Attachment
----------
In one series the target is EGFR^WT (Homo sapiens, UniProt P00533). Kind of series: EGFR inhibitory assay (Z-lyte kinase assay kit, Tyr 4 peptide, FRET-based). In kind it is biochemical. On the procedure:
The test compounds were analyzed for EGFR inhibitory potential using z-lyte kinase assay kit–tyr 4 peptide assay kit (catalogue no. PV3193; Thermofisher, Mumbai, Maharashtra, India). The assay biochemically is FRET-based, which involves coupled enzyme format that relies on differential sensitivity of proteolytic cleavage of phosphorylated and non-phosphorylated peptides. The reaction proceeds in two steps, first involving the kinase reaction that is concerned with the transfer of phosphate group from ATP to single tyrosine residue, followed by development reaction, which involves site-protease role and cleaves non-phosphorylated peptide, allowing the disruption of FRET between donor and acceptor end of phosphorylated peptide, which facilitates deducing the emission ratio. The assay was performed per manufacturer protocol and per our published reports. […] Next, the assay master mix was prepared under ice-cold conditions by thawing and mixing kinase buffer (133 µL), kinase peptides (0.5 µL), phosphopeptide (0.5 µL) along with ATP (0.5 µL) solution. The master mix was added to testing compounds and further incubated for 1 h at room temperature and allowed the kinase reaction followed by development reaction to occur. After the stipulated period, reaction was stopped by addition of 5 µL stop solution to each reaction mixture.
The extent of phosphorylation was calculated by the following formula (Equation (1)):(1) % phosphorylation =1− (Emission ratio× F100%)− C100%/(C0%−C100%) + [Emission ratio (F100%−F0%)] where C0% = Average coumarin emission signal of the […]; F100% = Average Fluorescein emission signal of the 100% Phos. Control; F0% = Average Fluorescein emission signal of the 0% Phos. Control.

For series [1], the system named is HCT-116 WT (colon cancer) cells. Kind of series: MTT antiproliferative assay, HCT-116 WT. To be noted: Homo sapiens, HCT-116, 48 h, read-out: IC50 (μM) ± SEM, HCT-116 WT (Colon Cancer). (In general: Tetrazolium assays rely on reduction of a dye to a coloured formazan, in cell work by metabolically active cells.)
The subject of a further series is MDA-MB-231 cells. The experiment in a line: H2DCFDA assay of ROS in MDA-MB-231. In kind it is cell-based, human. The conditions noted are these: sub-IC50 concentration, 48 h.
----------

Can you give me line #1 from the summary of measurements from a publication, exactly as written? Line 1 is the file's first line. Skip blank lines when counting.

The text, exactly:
In one series the target is EGFR^WT (Homo sapiens, UniProt P00533). Kind of series: EGFR inhibitory assay (Z-lyte kinase assay kit, Tyr 4 peptide, FRET-based). In kind it is biochemical. On the procedure: